If you’re new to testing, see existing test files for examples of things to do. Don’t let the tests keep you from submitting your contribution! If you’re not sure how to do this or are having trouble, submit your pull request anyway. We will help you create the tests and sort out any kind of problem during code review.

Image comparison#

To run image comparisons:

$ PYTHONPATH=. pytest --mpl --pyargs networkx.drawing

The --mpl tells pytest to use pytest-mpl to compare the generated plots with baseline ones stored in networkx/drawing/tests/baseline.

To add a new test, add a test function to networkx/drawing/tests that returns a Matplotlib figure (or any figure object that has a savefig method) and decorate it as follows:

def test_barbell():
    fig = plt.figure()
    barbell = nx.barbell_graph(4, 6)
    # make sure to fix any randomness
    pos = nx.spring_layout(barbell, seed=42)
    nx.draw(barbell, pos=pos)
    return fig

Then create a baseline image to compare against later:

$ pytest -k test_barbell --mpl-generate-path=networkx/drawing/tests/baseline


In order to keep the size of the repository from becoming too large, we prefer to limit the size and number of baseline images we include.

And test:

$ pytest -k test_barbell --mpl


We use Sphinx for generating the API and reference documentation.

Pre-built versions can be found at

for both the stable and the latest (i.e., development) releases.


After installing NetworkX and its dependencies, install the Python packages needed to build the documentation by entering the root directory and executing:

pip install -r requirements/doc.txt

Building the example gallery additionally requires the dependencies listed in requirements/extra.txt and requirements/example.txt:

pip install -r requirements/extra.txt
pip install -r requirements/example.txt

To build the HTML documentation, enter doc/ and execute:

make html

This will generate a build/html subdirectory containing the built documentation. If the dependencies in extra.txt and example.txt are not installed, build the HTML documentation without generating figures by using:

make html-noplot

To build the PDF documentation, enter:

make latexpdf

You will need to have LaTeX installed for this.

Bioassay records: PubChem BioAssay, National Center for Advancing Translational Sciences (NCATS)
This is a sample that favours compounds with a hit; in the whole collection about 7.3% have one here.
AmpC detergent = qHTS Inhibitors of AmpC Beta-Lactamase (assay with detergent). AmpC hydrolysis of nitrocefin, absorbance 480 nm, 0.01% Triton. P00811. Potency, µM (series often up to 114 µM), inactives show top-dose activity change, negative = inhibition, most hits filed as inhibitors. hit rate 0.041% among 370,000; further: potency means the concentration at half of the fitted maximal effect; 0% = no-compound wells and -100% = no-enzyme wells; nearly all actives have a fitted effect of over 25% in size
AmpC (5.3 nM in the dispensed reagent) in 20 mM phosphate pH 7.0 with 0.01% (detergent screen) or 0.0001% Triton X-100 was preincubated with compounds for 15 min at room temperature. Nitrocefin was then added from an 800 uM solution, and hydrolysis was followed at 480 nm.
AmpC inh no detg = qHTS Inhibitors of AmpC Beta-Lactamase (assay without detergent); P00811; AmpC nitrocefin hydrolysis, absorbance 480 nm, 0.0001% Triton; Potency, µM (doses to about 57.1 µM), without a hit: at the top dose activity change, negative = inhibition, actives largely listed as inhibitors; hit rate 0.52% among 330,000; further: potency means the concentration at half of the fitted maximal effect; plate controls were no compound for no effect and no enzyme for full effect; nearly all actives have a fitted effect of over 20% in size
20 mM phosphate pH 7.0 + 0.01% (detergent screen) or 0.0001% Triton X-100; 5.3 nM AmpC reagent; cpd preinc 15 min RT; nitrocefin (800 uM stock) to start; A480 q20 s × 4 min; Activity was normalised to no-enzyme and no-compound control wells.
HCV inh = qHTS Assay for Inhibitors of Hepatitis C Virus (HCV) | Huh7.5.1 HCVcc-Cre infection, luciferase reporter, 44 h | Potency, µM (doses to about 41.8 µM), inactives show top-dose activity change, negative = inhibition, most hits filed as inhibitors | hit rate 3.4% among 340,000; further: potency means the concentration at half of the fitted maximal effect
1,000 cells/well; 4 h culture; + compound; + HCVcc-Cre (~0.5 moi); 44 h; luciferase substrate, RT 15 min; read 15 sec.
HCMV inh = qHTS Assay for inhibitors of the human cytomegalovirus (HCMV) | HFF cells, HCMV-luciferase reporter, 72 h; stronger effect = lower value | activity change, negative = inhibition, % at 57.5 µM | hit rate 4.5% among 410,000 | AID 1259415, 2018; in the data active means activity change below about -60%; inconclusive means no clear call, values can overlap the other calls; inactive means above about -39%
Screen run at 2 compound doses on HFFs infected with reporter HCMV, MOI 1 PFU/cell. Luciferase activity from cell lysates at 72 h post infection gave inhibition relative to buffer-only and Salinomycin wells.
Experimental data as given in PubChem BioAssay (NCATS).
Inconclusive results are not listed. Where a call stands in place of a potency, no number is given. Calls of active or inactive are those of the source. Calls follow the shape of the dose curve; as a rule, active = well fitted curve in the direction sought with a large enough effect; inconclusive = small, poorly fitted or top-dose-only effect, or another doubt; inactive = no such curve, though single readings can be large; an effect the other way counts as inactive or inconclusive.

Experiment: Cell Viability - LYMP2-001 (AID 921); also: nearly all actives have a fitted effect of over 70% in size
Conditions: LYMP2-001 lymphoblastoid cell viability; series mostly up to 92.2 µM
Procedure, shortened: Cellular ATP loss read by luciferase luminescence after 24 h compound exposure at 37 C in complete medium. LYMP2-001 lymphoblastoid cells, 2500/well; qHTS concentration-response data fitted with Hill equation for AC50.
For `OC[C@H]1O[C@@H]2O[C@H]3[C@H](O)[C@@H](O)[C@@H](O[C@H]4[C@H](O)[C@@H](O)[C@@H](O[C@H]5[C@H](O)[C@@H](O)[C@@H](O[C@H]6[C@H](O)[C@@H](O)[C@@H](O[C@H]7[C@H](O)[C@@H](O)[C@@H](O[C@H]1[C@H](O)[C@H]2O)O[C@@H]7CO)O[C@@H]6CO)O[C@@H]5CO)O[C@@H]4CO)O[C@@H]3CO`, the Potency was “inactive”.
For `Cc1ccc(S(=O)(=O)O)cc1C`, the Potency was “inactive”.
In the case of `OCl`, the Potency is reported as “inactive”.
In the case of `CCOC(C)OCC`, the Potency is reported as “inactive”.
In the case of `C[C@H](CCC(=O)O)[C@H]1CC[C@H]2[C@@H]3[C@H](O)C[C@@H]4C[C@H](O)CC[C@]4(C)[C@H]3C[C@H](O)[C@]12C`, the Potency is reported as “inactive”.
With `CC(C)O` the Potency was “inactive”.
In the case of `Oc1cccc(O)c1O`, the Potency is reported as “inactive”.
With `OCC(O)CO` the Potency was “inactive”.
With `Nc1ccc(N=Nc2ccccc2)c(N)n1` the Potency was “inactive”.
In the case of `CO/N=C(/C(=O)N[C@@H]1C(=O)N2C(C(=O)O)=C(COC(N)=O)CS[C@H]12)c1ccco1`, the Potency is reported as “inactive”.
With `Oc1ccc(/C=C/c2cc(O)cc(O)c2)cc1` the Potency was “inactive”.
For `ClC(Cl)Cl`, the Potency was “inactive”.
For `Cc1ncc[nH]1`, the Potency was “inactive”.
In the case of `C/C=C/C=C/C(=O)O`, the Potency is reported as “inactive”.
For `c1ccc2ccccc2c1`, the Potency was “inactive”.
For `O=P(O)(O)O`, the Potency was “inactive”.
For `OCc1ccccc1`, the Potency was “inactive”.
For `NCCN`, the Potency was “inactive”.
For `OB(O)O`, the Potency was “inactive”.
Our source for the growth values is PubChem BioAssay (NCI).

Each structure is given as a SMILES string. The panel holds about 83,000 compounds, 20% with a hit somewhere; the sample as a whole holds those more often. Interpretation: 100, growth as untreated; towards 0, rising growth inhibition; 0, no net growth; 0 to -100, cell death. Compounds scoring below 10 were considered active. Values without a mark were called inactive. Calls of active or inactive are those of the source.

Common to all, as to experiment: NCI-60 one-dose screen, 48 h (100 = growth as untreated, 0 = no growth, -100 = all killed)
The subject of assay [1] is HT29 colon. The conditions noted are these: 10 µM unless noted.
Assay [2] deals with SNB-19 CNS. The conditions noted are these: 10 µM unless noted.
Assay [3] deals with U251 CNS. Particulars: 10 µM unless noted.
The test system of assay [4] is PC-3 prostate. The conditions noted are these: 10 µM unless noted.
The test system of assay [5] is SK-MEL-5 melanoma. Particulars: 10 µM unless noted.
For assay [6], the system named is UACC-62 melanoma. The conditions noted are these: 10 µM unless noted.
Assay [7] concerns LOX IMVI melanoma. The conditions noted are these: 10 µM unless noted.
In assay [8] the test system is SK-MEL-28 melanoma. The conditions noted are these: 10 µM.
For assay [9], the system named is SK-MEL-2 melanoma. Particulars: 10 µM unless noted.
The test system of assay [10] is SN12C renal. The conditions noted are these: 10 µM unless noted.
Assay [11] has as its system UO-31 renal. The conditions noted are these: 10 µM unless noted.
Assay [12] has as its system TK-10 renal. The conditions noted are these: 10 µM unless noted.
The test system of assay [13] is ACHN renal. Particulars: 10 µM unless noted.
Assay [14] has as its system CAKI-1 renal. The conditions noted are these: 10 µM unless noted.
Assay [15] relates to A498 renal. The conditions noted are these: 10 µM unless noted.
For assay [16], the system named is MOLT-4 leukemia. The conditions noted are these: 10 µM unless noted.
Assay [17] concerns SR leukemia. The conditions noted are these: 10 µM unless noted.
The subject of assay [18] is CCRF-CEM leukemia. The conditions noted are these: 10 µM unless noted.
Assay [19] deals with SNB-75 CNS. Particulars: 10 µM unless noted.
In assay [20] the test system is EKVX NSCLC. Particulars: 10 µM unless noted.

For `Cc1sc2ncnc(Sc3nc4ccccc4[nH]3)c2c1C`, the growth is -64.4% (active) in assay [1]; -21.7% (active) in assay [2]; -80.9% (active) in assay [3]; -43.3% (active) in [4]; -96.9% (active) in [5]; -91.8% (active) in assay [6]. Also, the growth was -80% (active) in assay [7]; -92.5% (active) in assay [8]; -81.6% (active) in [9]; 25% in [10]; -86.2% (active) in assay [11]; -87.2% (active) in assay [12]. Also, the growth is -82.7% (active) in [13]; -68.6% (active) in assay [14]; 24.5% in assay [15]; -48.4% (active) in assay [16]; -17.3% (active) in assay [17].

sphinx supports many other output formats. Type make without any arguments to see all the built-in options.

Adding examples#

The gallery examples are managed by sphinx-gallery. The source files for the example gallery are .py scripts in examples/ that generate one or more figures. They are executed automatically by sphinx-gallery when the documentation is built. The output is gathered and assembled into the gallery.

Building the example gallery locally requires that the additional dependencies in requirements/example.txt be installed in your development environment.

You can add a new plot by placing a new .py file in one of the directories inside the examples directory of the repository. See the other examples to get an idea for the format.


Gallery examples should start with plot_, e.g.

General guidelines for making a good gallery plot:

  • Examples should highlight a single feature/command.

  • Try to make the example as simple as possible.

  • Data needed by examples should be included in the same directory and the example script.

  • Add comments to explain things are aren’t obvious from reading the code.

  • Describe the feature that you’re showcasing and link to other relevant parts of the documentation.

Adding References#

If you are contributing a new algorithm (or an improvement to a current algorithm), a reference paper or resource should also be provided in the function docstring. For references to published papers, we try to follow the Chicago Citation Style. The quickest way of generating citation in this style is by searching for the paper on Google Scholar and clicking on the cite button. It will pop up the citation of the paper in multiple formats, and copy the Chicago style.

We prefer adding DOI links for URLs. If the DOI link resolves to a paywalled version of the article, we prefer adding a link to the arXiv version (if available) or any other publicly accessible copy of the paper.

An example of a reference:

.. [1] Cheong, Se-Hang, and Yain-Whar Si. "Force-directed algorithms for schematic drawings and
placement: A survey." Information Visualization 19, no. 1 (2020): 65-91.

If the resource is uploaded as a PDF/DOCX/PPT on the web (lecture notes, presentations) it is better to use the wayback machine to create a snapshot of the resource and link the internet archive link. The URL of the resource can change, and it creates unreachable links from the documentation.

Using Math Formulae and Latex Formatting in Documentation#

When working with docstrings that contain math symbols or formulae use raw strings (r""") to ensure proper rendering. While LaTeX formatting can improve the appearance of the rendered documentation, it’s best to keep it simple and readable.

An example of a math formula:

.. math::
    Ax = \lambda x
\[Ax = \lambda x\]

Some inline math:

These are Cheeger's Inequalities for \d-Regular graphs:
$\frac{d- \lambda_2}{2} \leq h(G) \leq \sqrt{2d(d- \lambda_2)}$

These are Cheeger’s Inequalities for d-Regular graphs: \(\frac{d- \lambda_2}{2} \leq h(G) \leq \sqrt{2d(d- \lambda_2)}\)


Please report bugs on GitHub.


All interactions with the project are subject to the NetworkX code of conduct.

We also follow these policies: